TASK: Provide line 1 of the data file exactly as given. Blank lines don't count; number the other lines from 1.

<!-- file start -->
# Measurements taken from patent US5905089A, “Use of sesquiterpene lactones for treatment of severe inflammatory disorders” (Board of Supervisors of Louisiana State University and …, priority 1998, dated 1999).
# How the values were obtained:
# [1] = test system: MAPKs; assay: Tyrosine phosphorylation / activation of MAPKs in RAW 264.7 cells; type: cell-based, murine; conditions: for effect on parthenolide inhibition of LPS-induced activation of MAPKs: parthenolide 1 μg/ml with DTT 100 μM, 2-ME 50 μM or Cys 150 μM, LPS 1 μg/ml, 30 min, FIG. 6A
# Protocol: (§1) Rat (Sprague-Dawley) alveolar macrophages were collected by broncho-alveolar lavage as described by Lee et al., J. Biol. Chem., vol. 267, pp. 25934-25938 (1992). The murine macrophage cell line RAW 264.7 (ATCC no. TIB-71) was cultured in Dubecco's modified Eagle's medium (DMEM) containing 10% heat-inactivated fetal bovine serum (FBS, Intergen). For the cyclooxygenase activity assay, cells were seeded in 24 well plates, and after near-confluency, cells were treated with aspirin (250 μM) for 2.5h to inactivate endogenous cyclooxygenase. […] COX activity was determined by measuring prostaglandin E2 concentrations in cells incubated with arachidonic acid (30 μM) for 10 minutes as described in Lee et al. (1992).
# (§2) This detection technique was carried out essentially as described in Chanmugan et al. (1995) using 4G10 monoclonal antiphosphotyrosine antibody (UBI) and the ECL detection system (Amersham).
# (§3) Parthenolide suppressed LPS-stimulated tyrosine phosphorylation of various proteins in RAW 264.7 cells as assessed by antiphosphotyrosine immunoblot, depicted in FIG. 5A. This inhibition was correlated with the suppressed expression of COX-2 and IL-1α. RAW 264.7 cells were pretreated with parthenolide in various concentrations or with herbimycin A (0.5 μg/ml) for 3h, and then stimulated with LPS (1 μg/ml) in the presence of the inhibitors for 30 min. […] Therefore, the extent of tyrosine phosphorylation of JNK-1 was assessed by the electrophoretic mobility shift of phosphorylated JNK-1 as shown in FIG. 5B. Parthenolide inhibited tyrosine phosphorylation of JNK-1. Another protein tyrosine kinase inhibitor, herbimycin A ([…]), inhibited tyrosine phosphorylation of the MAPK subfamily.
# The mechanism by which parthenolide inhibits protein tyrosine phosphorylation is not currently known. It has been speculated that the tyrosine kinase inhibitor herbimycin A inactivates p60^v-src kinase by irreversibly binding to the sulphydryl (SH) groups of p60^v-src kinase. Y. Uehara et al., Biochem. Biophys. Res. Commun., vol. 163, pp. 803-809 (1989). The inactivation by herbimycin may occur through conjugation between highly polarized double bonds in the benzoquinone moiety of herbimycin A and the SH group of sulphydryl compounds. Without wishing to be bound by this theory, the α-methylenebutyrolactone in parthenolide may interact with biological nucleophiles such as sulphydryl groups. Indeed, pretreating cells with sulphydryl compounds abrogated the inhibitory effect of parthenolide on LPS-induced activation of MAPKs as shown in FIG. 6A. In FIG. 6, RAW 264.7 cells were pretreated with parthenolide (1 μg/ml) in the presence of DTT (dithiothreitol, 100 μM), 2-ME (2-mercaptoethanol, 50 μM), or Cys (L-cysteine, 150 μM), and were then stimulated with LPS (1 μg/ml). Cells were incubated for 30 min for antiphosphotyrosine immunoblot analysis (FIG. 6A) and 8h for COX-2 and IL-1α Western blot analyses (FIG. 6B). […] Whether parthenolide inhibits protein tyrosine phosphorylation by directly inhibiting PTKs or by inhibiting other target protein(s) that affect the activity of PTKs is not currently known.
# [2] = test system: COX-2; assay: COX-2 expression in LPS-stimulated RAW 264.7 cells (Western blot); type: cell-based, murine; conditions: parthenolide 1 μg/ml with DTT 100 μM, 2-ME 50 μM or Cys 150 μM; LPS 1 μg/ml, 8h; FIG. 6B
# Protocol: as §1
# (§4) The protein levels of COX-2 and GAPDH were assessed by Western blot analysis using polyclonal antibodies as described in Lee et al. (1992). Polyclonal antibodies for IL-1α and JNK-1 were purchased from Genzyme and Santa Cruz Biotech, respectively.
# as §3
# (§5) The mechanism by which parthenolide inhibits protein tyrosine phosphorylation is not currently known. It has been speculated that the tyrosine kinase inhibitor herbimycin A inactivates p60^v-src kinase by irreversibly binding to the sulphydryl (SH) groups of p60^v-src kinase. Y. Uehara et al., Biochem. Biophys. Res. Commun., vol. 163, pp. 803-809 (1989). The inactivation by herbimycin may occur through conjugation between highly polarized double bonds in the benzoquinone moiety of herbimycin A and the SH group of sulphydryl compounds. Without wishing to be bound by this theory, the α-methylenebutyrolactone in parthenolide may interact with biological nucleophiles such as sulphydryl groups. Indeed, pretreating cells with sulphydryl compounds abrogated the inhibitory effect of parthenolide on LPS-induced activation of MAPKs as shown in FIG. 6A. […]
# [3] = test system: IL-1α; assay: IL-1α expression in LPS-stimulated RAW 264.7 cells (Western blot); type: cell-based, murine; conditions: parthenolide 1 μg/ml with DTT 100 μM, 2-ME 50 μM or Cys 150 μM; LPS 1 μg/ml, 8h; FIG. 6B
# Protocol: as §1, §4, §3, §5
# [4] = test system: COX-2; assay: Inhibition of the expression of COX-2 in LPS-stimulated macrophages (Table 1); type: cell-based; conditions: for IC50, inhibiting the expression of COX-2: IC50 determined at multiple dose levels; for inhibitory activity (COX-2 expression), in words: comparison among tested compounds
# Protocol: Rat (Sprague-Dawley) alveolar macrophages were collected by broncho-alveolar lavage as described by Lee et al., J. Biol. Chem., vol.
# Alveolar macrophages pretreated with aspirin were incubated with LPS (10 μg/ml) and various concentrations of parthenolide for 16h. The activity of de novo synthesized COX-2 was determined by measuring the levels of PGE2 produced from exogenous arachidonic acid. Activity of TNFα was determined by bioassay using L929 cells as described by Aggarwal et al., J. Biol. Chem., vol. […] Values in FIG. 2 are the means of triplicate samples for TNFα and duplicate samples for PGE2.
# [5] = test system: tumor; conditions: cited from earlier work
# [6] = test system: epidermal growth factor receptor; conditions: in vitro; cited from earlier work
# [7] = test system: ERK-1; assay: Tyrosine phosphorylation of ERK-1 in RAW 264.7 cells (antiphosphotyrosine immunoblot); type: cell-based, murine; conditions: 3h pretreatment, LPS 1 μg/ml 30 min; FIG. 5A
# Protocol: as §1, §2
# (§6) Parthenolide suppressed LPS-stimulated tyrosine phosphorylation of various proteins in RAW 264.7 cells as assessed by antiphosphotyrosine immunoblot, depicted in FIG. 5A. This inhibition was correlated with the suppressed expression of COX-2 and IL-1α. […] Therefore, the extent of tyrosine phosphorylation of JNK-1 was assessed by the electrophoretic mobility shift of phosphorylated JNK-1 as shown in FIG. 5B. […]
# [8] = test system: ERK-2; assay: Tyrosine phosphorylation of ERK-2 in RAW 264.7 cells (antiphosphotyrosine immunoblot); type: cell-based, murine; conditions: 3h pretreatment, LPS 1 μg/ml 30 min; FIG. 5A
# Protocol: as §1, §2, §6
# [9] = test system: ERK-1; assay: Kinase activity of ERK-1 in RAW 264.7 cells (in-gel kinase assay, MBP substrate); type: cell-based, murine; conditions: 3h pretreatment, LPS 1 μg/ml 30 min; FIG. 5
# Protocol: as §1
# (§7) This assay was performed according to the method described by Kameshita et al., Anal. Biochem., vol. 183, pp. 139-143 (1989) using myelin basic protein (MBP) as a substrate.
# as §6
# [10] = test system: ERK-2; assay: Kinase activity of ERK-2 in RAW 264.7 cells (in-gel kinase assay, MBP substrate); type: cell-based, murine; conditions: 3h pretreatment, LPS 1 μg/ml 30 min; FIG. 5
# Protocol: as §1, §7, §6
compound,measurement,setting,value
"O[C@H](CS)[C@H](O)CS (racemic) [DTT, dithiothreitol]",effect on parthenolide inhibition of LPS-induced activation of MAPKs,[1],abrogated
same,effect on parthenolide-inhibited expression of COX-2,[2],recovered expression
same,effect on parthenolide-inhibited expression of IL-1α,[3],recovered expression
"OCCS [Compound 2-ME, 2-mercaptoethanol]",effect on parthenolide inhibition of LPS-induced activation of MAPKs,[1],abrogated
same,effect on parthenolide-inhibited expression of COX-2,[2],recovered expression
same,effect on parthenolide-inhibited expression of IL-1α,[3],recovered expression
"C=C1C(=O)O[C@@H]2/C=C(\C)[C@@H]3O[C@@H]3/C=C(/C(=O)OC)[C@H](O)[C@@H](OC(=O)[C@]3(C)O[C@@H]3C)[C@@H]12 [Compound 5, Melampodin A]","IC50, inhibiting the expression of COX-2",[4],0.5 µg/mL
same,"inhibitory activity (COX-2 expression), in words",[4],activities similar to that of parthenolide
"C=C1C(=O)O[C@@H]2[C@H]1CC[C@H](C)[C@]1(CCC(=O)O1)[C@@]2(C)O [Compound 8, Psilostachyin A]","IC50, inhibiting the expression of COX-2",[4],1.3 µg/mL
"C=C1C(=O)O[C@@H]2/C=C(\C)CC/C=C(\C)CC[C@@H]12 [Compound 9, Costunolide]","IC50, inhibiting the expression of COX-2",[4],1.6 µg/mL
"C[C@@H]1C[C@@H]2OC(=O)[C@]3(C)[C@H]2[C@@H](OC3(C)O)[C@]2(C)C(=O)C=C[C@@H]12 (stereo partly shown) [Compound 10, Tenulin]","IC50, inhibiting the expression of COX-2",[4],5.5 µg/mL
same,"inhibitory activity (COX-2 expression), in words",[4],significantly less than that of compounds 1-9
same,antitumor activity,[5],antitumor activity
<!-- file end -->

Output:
# Measurements taken from patent US5905089A, “Use of sesquiterpene lactones for treatment of severe inflammatory disorders” (Board of Supervisors of Louisiana State University and …, priority 1998, dated 1999).